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6

Solution 1. Take any generator of $\text{SO}(N)$. It corresponds, in the fundamental representation, to rotating a plane defined by two of the coordinates. By rotating or relabeling these coordinates appropriately, we can redefine the generator to rotate $x^1$ and $x^2$. The generator can then be taken as $\sigma_2$, in the vector representation, with zeros ...


3

It is well-known that the Killing form of $\mathfrak{so}(n)$ satisfies $$ Tr (ad(x)ad(y))=(n-2)Tr(xy), $$ see here. The first formula comes form setting $T=ad(x)=ad(y)$ in the Killing form above. For elements $x$ in the Cartan subalgebra we know that $ad(x)$ is a diagonal matrix. This makes a computation easy. We also obtain $$ Tr(ad(x)^2ad(y)^2)=(n-6)Tr(x^...


2

Let $V$ be the defining $2$-dimensional representation of $SL_2(\mathbb{R})$. It has symmetric powers $S^n (V)$ for all positive integers $n$, and you can verify that when $n$ is even, the kernel of $S^n(V)$ is precisely $\pm 1$, so all of these are faithful linear representations of $PSL_2(\mathbb{R})$. More generally, if $G$ is any connected Lie group, ...


2

The dimensions of the irreducible representations of $\mathfrak{e}_8$ are $$ 1, 248, 3875, 27000, 30380, 147250, 779247, 1763125, 2450240, 4096000, 4881384, 6696000, 26411008, 70680000, 76271625, 79143000, 146325270, 203205000, 281545875, 301694976, 344452500, 820260000, 1094951000, 2172667860, 2275896000, 2642777280, 2903770000, 3929713760, 4076399250, ...


2

A 1-dimensional represenation $V$ is always invertible, in the sense that there is another representation $V^{-1}$ such that $V\otimes V^{-1}$ and $V^{-1}\otimes V$ are both isomorphic to the trivial representation. Indeed, you can tale $V^{-1}$ equal to the dual (that is, contragredient) repreentation of $V$. It follows from that that if $V\otimes W$ is ...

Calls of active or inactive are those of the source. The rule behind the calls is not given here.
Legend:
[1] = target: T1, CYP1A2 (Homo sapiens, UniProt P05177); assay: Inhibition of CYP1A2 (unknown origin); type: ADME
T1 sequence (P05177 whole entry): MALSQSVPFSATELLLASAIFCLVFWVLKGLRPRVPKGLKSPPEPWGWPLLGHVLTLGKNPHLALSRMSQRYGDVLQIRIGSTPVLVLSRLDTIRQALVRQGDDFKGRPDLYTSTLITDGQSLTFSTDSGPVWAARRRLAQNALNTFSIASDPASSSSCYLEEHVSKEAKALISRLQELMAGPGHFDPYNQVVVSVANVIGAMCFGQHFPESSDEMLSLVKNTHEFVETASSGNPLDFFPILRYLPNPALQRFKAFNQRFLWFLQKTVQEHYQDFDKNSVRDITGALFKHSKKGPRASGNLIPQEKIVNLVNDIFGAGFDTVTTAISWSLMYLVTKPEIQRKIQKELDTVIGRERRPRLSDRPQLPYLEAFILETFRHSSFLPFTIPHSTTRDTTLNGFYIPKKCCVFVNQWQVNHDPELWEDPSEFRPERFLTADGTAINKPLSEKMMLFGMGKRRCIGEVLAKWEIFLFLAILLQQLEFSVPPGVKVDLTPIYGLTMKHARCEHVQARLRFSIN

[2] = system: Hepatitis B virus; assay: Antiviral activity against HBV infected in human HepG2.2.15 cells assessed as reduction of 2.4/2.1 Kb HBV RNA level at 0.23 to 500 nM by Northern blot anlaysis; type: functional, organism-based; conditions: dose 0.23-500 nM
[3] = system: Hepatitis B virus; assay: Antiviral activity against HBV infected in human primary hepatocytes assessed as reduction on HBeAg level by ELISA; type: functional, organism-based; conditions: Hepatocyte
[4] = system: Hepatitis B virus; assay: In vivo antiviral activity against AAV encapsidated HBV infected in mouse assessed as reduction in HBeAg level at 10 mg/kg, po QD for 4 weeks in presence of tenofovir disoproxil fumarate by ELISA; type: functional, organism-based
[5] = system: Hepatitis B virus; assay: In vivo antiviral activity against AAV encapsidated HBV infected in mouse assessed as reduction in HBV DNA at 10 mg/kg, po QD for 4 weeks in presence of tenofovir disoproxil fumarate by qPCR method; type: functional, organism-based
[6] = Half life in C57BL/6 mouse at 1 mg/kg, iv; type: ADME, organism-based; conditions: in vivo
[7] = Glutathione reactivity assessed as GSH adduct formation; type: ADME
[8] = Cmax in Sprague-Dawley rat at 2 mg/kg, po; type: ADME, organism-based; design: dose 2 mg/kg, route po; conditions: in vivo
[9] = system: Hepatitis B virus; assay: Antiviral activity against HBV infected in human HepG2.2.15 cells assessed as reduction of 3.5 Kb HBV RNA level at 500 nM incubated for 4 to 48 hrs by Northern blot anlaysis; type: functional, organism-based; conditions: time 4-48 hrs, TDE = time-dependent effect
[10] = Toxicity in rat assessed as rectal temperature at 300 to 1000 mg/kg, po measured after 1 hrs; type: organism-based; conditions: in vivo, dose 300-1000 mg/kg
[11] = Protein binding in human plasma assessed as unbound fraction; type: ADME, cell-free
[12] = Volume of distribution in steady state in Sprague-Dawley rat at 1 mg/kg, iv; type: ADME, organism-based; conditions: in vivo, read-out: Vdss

2

Let $H \subset G$ be a closed subgroup. First: $C_G(H)$ is positive-dimensional if and only if the adjoint representation has nontrivial fixed points when restricted to $H$. To see this, consider the tangent space $\mathfrak{c_h} \subset \mathfrak g$; I claim that the action of $H$ preserves this. This is nothing particularly clever; if $h \in H$, then by ...


2

This is exercise (2.17) of Isaacs' Character Theory of Finite Groups. With Lemma (2.29) of that book you can see that $\chi$ vanishes outside $H$. Now look at the subgroup $N = \langle g \in G : \chi(g) \neq 0 \rangle$. Obviously $N \subseteq H$ hence $N$ is abelian. This subgroup is normal (conjugation does not change the character value) and non-trivial (...


1

I think that if you define things properly, you will see that the statement is obvious. First of all, let $P_n=F[x_1,\ldots,x_n]$ be the polynomial ring in $n$-variables (here $F$ is an arbitrary field, but could also be taken to be any commutative ring). There is a surjective homomorphism $P_{n+1}\twoheadrightarrow P_n$ determined by the mapping $f(x_1,\...



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